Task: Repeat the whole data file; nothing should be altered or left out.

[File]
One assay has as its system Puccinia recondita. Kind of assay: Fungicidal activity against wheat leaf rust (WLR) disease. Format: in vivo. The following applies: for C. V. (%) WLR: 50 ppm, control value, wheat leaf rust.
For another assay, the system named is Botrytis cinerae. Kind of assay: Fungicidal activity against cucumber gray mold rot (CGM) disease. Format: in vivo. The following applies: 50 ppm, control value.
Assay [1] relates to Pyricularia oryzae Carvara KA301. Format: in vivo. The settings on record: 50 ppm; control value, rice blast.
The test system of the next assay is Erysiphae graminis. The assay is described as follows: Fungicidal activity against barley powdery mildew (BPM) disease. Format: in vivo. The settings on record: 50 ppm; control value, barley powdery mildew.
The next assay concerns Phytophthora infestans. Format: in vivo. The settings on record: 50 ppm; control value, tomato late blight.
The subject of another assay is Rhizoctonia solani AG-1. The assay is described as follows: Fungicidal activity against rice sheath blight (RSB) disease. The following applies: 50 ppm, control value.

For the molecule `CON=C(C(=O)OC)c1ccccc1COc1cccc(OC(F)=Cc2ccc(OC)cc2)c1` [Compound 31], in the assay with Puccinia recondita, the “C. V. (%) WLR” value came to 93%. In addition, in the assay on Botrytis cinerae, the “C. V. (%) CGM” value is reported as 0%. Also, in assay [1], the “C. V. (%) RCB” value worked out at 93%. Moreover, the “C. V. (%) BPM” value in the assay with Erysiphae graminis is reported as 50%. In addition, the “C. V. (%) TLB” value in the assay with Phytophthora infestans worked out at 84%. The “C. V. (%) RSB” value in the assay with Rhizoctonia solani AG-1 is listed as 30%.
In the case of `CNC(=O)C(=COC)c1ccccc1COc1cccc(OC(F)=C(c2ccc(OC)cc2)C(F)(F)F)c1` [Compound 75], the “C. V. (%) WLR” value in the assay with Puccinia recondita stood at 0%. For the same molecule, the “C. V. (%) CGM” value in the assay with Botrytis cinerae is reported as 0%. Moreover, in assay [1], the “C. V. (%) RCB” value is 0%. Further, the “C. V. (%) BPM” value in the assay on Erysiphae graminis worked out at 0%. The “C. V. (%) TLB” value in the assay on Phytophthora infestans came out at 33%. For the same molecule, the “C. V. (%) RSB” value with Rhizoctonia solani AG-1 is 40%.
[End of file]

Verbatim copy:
One assay has as its system Puccinia recondita. Kind of assay: Fungicidal activity against wheat leaf rust (WLR) disease. Format: in vivo. The following applies: for C. V. (%) WLR: 50 ppm, control value, wheat leaf rust.
For another assay, the system named is Botrytis cinerae. Kind of assay: Fungicidal activity against cucumber gray mold rot (CGM) disease. Format: in vivo. The following applies: 50 ppm, control value.
Assay [1] relates to Pyricularia oryzae Carvara KA301. Format: in vivo. The settings on record: 50 ppm; control value, rice blast.
The test system of the next assay is Erysiphae graminis. The assay is described as follows: Fungicidal activity against barley powdery mildew (BPM) disease. Format: in vivo. The settings on record: 50 ppm; control value, barley powdery mildew.
The next assay concerns Phytophthora infestans. Format: in vivo. The settings on record: 50 ppm; control value, tomato late blight.
The subject of another assay is Rhizoctonia solani AG-1. The assay is described as follows: Fungicidal activity against rice sheath blight (RSB) disease. The following applies: 50 ppm, control value.

For the molecule `CON=C(C(=O)OC)c1ccccc1COc1cccc(OC(F)=Cc2ccc(OC)cc2)c1` [Compound 31], in the assay with Puccinia recondita, the “C. V. (%) WLR” value came to 93%. In addition, in the assay on Botrytis cinerae, the “C. V. (%) CGM” value is reported as 0%. Also, in assay [1], the “C. V. (%) RCB” value worked out at 93%. Moreover, the “C. V. (%) BPM” value in the assay with Erysiphae graminis is reported as 50%. In addition, the “C. V. (%) TLB” value in the assay with Phytophthora infestans worked out at 84%. The “C. V. (%) RSB” value in the assay with Rhizoctonia solani AG-1 is listed as 30%.
In the case of `CNC(=O)C(=COC)c1ccccc1COc1cccc(OC(F)=C(c2ccc(OC)cc2)C(F)(F)F)c1` [Compound 75], the “C. V. (%) WLR” value in the assay with Puccinia recondita stood at 0%. For the same molecule, the “C. V. (%) CGM” value in the assay with Botrytis cinerae is reported as 0%. Moreover, in assay [1], the “C. V. (%) RCB” value is 0%. Further, the “C. V. (%) BPM” value in the assay on Erysiphae graminis worked out at 0%. The “C. V. (%) TLB” value in the assay on Phytophthora infestans came out at 33%. For the same molecule, the “C. V. (%) RSB” value with Rhizoctonia solani AG-1 is 40%.